Monsanto issued a statement in response to the Arkansas ban on Friday, stating that while the company is concerned about the reports of potential crop injury, the decision to ban dicamba is "premature."

"We sympathize with any farmers experiencing crop injury, but the decision to ban dicamba in Arkansas was premature since the causes of any crop injury have not been fully investigated," Monsanto said in its statement. "While we do not sell dicamba products in Arkansas, we are concerned this abrupt decision in the middle of a growing season will negatively impact many farmers in Arkansas.

"In the many states we do sell dicamba, we will continue our efforts to help farmers use dicamba successfully."

Monsanto's full statement on the Arkansas ban can be found at…

Tom Burnham, who farmers near Blytheville, Arkansas, and attended Friday's hearing in Little Rock, told DTN afterward that the ban will help this summer, but the problems are more long-term.

"If it goes into 2018 and forward, essentially if this trait is out there with this technology and herbicides, essentially you cannot grow any other type of soybean successfully around it," Burnham said. "Even if you get past soybeans, you've got vegetable farming, melons, peanuts, and there are a litany of problems."

Burnham quoted a scientist who testified Friday describing the problem as "chemically trespassing."

Missouri has received more than 130 dicamba-related complaints this year, and there have been issues reported in multiple other states as well. Scientists report it generally takes as long as three weeks after a spray application to determine if there was extensive off-target drift.

Larry Steckel, a weed specialist at the University of Tennessee, told DTN in a phone interview on Thursday that checking dicamba damage in the state has become a full-time job. Steckel mainly is seeing and hearing about the problems with drift and volatility, but he has had some phone conversations with farmers who were able to perfectly follow the label on the approved products. It's akin to threading a needle, he said.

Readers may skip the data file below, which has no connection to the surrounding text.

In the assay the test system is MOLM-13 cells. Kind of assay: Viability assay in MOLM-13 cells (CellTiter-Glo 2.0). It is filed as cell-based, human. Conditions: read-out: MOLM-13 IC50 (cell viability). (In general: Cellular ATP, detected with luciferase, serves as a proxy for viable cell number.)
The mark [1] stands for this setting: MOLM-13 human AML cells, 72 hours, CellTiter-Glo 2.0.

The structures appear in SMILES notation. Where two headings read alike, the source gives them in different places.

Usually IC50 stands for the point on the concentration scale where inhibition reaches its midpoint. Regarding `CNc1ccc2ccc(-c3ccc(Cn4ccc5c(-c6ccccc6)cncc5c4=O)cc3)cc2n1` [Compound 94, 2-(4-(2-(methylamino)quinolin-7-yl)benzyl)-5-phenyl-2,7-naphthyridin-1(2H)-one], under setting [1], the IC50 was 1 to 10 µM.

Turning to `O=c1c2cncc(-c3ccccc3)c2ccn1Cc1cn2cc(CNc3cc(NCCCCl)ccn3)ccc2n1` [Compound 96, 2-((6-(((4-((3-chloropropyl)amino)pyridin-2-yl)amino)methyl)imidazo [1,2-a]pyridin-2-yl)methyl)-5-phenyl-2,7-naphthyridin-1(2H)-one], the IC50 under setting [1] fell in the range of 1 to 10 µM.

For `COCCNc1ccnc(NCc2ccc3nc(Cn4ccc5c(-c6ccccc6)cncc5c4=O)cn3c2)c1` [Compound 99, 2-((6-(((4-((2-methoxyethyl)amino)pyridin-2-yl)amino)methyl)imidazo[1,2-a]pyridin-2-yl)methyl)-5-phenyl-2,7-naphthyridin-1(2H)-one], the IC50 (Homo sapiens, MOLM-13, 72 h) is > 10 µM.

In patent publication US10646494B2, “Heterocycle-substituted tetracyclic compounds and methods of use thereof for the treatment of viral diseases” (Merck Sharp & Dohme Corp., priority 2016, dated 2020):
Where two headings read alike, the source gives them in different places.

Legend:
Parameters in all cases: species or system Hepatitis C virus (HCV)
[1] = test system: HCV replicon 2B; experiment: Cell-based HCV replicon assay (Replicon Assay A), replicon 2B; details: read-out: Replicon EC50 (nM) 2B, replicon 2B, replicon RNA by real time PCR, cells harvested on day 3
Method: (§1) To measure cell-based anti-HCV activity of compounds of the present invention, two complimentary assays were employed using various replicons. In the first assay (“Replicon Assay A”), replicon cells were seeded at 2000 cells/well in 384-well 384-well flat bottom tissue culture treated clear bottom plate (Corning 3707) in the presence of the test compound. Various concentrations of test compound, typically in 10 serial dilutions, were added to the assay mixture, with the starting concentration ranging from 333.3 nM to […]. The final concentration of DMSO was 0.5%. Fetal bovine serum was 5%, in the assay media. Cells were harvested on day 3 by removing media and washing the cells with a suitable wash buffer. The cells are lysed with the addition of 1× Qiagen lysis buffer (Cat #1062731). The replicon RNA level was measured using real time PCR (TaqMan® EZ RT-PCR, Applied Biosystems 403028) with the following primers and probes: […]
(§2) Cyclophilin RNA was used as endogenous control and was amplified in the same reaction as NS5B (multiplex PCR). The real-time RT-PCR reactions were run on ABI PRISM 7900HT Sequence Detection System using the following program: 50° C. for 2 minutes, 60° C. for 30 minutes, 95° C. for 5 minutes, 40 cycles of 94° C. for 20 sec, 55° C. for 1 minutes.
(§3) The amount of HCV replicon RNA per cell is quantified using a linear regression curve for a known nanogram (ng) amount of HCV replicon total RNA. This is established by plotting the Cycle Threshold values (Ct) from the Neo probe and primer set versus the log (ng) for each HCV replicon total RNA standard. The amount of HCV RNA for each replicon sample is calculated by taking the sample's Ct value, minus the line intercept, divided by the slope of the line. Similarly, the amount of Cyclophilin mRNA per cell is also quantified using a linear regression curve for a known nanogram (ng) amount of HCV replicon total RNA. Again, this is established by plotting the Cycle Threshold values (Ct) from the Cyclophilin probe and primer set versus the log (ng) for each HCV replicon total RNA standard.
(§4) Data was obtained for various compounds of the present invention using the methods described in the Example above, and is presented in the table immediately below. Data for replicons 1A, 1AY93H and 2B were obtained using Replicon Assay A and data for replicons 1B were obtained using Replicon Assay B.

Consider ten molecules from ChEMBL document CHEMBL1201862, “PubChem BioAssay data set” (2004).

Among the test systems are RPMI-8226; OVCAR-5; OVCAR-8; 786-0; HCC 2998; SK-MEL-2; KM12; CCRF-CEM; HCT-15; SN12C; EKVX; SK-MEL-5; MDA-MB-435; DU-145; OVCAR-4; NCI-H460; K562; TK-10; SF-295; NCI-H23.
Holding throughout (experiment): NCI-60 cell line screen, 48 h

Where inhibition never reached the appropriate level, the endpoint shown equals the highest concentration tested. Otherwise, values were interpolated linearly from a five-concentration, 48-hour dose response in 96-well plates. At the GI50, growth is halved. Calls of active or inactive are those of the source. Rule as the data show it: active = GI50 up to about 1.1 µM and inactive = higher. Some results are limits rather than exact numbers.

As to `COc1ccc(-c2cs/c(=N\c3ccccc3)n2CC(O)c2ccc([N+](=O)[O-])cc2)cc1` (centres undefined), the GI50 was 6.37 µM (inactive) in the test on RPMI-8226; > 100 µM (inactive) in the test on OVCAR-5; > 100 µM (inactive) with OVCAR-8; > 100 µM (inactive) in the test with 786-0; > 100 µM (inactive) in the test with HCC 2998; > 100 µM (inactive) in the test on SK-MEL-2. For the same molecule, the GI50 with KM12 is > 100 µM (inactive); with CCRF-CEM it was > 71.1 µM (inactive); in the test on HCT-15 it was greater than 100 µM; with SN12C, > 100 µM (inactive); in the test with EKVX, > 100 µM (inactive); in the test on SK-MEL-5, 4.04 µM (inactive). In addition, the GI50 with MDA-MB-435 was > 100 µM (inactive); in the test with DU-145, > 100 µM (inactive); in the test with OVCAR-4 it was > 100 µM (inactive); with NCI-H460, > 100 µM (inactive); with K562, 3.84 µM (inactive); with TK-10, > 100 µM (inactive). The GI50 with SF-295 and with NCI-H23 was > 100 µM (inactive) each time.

"It's just, boy, that label is tough to follow. You can't spray when there is too much wind, and I think we're finding that these temperature inversions are a real issue with this movement. And if there is anything under 3 mph, you can't spray it either," Steckel said. "If you have a lot of acres to spray, that is hard to do. So, on paper, you can make this thing work, but in reality, if you are typical famer, it's a major undertaking trying to get it to work."

Steckel said fields that were hit multiple times with dicamba drift last year saw yield declines anywhere from 30% to 50%. "We're starting to see some of that again. The folks who have been drifted on once are really nervous about getting drifted on again."

As DTN has noted, pesticide drift is not an insurable loss for farmers. The Federal Crop Insurance Act only covers losses for drought, flood or other natural disasters. The Risk Management Agency has made some changes allowing farmers to elect to exclude yields on fields hit with uninsurable losses from their Actual Production History so it would not affect the coverage levels in subsequent years.

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Chris Clayton